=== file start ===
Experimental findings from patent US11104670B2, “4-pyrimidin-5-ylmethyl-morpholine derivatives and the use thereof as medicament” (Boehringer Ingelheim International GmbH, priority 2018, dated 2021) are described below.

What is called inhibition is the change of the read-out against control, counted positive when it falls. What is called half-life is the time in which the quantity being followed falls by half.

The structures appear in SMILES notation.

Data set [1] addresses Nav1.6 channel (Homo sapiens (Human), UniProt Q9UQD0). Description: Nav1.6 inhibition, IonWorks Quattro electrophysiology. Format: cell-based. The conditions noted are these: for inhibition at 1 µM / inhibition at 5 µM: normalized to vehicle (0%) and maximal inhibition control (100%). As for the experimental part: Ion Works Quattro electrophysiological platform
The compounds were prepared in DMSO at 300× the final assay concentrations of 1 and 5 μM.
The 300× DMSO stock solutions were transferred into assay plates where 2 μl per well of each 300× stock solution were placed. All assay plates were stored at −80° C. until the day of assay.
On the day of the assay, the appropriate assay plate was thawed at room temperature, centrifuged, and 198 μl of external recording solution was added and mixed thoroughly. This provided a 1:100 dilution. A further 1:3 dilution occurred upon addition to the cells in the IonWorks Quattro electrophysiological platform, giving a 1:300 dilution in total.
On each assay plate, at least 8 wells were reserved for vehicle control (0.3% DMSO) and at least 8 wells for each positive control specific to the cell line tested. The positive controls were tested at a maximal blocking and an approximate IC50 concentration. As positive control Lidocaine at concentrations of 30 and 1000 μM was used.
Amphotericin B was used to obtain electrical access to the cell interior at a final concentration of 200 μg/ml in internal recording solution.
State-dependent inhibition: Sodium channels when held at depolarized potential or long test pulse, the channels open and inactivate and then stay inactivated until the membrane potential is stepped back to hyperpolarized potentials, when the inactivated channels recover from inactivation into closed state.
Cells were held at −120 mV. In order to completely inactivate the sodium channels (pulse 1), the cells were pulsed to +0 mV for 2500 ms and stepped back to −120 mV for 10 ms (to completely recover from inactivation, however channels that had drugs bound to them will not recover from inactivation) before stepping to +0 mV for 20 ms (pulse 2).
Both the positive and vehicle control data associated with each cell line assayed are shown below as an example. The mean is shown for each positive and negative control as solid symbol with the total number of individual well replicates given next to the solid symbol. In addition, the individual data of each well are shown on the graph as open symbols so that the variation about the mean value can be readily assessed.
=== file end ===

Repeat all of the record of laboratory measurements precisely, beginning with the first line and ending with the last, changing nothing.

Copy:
Experimental findings from patent US11104670B2, “4-pyrimidin-5-ylmethyl-morpholine derivatives and the use thereof as medicament” (Boehringer Ingelheim International GmbH, priority 2018, dated 2021) are described below.

What is called inhibition is the change of the read-out against control, counted positive when it falls. What is called half-life is the time in which the quantity being followed falls by half.

The structures appear in SMILES notation.

Data set [1] addresses Nav1.6 channel (Homo sapiens (Human), UniProt Q9UQD0). Description: Nav1.6 inhibition, IonWorks Quattro electrophysiology. Format: cell-based. The conditions noted are these: for inhibition at 1 µM / inhibition at 5 µM: normalized to vehicle (0%) and maximal inhibition control (100%). As for the experimental part: Ion Works Quattro electrophysiological platform
The compounds were prepared in DMSO at 300× the final assay concentrations of 1 and 5 μM.
The 300× DMSO stock solutions were transferred into assay plates where 2 μl per well of each 300× stock solution were placed. All assay plates were stored at −80° C. until the day of assay.
On the day of the assay, the appropriate assay plate was thawed at room temperature, centrifuged, and 198 μl of external recording solution was added and mixed thoroughly. This provided a 1:100 dilution. A further 1:3 dilution occurred upon addition to the cells in the IonWorks Quattro electrophysiological platform, giving a 1:300 dilution in total.
On each assay plate, at least 8 wells were reserved for vehicle control (0.3% DMSO) and at least 8 wells for each positive control specific to the cell line tested. The positive controls were tested at a maximal blocking and an approximate IC50 concentration. As positive control Lidocaine at concentrations of 30 and 1000 μM was used.
Amphotericin B was used to obtain electrical access to the cell interior at a final concentration of 200 μg/ml in internal recording solution.
State-dependent inhibition: Sodium channels when held at depolarized potential or long test pulse, the channels open and inactivate and then stay inactivated until the membrane potential is stepped back to hyperpolarized potentials, when the inactivated channels recover from inactivation into closed state.
Cells were held at −120 mV. In order to completely inactivate the sodium channels (pulse 1), the cells were pulsed to +0 mV for 2500 ms and stepped back to −120 mV for 10 ms (to completely recover from inactivation, however channels that had drugs bound to them will not recover from inactivation) before stepping to +0 mV for 20 ms (pulse 2).
Both the positive and vehicle control data associated with each cell line assayed are shown below as an example. The mean is shown for each positive and negative control as solid symbol with the total number of individual well replicates given next to the solid symbol. In addition, the individual data of each well are shown on the graph as open symbols so that the variation about the mean value can be readily assessed.